Pressure is mounting on Prime Minister Manmohan Singh's office over his role in the illicit sale of mobile phone licenses.
Graft investigation prompts raid of Indian TV office
NEW DELHI // Indian police raided a television station linked to the government on Friday, as a widening investigation into a corruption scandal threatens the coalition and scares off investors.
Prime Minister Manmohan Singh is under growing pressure over his role in the illicit sale of mobile phone licences, although he has said he would not resign, blaming the debacle on his sacked telecommunications minister, who is now under arrest.
"Raids have been carried out today on the offices of Kalaignar TV in connection with the 2G scam," said a Central Bureau of Investigation (CBI) official, who declined to be identified.
The raids followed allegations that companies linked to Swan Telecom, under investigation in the sale of 2G mobile licences, had paid $47 million to the channel owned by the family running the Dravida Munnetra Kazhagam (DMK) party.
The south Indian-based party is a member of Singh's Congress party-led coalition, helping it maintain a slim majority in parliament. The DMK has declined any wrongdoing, as has Swan Telecom, now partly owned by the UAE's Etisalat .
The DMK, from the state of Tamil Nadu, is not expected to leave the coalition but the investigation is testing its links with Congress and could put pressure on it to decide whether to stay in the alliance.
The corruption scandal has shaken India's business elite and shows no signs of abating. Billionaires Anil Ambani and Prashant Ruia have both been questioned by the CBI, something unheard of in India in recent times.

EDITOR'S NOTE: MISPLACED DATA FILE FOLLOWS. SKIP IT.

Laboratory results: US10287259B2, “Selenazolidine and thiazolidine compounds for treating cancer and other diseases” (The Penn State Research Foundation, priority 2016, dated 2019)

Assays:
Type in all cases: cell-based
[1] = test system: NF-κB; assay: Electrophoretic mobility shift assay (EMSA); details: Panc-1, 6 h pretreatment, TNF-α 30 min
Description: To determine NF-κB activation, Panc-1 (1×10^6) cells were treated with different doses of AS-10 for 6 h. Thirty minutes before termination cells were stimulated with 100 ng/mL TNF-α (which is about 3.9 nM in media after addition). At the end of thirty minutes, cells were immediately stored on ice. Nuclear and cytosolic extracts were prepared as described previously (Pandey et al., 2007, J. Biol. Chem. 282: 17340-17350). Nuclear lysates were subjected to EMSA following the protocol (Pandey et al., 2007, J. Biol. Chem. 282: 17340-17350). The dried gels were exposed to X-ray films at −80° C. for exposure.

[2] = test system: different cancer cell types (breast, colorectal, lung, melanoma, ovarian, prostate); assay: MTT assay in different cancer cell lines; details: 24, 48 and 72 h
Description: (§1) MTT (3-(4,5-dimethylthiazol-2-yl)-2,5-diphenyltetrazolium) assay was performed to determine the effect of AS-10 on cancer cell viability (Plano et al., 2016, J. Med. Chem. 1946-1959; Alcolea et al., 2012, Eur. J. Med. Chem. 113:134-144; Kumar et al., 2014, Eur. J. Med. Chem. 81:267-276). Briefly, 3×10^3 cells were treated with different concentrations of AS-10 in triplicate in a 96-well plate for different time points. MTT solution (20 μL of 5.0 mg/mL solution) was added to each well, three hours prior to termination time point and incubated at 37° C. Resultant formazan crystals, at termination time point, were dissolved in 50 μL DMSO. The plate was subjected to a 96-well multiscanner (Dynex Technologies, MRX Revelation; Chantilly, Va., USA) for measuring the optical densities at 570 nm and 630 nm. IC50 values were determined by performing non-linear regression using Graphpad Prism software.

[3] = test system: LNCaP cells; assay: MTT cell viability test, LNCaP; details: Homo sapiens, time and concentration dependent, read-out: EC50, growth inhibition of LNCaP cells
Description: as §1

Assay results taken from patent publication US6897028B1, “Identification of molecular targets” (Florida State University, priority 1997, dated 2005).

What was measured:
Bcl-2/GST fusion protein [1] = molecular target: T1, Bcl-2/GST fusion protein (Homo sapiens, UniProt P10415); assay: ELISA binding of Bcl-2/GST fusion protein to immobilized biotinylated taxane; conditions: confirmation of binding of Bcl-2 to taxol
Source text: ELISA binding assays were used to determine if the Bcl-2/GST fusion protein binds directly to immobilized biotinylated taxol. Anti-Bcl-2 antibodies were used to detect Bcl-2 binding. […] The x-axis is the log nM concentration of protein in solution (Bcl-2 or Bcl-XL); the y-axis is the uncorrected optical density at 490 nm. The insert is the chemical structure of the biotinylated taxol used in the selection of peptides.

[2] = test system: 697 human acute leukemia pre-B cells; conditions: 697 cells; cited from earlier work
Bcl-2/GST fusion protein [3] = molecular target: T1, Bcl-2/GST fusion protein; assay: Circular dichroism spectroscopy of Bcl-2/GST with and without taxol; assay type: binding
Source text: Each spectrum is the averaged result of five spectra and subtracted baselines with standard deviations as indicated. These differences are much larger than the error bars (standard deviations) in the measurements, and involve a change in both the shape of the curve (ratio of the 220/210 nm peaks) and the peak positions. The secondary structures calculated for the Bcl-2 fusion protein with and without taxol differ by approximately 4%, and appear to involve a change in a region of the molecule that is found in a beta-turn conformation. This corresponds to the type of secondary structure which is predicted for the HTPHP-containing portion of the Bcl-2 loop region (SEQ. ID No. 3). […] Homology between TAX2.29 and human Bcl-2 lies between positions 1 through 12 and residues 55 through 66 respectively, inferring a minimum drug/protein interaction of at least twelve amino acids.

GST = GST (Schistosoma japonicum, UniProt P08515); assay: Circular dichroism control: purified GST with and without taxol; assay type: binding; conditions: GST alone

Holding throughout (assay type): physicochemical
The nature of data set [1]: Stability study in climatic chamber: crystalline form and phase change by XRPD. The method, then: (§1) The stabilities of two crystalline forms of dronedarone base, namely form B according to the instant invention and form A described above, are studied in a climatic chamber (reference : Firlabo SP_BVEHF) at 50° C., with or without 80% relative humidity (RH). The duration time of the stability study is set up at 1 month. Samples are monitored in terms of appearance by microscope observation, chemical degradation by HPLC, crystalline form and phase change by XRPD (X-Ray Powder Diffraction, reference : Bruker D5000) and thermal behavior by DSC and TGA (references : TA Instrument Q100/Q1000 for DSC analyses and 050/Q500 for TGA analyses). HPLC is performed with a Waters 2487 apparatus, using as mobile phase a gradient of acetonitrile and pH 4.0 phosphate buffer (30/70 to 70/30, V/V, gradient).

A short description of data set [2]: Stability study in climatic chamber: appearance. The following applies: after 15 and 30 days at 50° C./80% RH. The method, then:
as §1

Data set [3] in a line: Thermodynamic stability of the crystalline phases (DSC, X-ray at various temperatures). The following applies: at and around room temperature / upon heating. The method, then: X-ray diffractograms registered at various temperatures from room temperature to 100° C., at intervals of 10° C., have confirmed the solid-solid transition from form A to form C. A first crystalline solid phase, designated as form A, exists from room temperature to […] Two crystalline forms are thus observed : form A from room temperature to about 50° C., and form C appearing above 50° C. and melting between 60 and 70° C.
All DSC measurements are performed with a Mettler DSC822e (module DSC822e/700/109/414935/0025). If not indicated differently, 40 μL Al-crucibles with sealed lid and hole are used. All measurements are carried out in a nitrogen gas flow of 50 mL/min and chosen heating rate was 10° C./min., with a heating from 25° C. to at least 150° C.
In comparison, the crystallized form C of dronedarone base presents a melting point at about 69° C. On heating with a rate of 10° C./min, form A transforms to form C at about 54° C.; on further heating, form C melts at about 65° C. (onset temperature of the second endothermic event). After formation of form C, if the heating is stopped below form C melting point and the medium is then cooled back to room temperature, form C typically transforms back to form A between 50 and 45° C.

Shares in companies linked to the scandal have suffered.
Stocks on the main Indian index, Sensex , are down nearly 11 percent this year, the worst performers among major Asian markets, with worry about graft keeping investors on edge.
The CBI is investigating whether Swan Telecom, now renamed Etisalat DB, paid a bribe to the DMK in exchange for the former telecommunications minister and senior DMK member, Andimuthu Raja, giving the company a mobile phone licence.
The investigation of the sale of mobile phone licences in the world's second largest mobile phone market is the biggest crisis to face the prime minister and his ruling coalition since they were returned to power in 2009.
The Congress party-led government is not in great danger of collapsing because of its support from its coalition allies, whose positions within government keep them from jumping ship.
Most analysts expect the DMK to stick with Congress for fear they would do worse in an upcoming state election this year.
"These raids, Raja going to jail, and the promise of a substantial reshuffle, show Singh is determined to do what he wants to do, but if he can't show improvements in the next two months, the long-term issues (of remaining in power) will become more scrutinised," said Manoj Joshi, an editor at the Mail Today.
"The DMK is in a tight position as it runs a government (in Tamil Nadu state) supported by the Congress. With all this happening, the DMK probably stands to lose more if it breaks with the coalition."
The government on Thursday scrapped another lucrative satellite telecoms contract because of irregularities, dealing a fresh blow to Singh, whose office was ultimately responsible for the deal.
Foreign investors, keen to invest in one of the world's fastest growing economies, are starting to pay close attention to the scandal as it has exposed India's struggle with regulation and transparency.
India has long grappled with cracking down on corruption, which has not significantly hurt foreign investment due to the market potential of Asia's third-largest economy.
The last parliamentary session was halted by opposition protests demanding an investigation into the telecoms scam, effectively stopping any reform bills such as one to make land acquisition easier for both industry and farmers.
Singh's government appears close to agreeing to a broad, cross-party investigation into the 2G mobile scandal, paving the way for parliament to resume for a Feb. 21 budget session.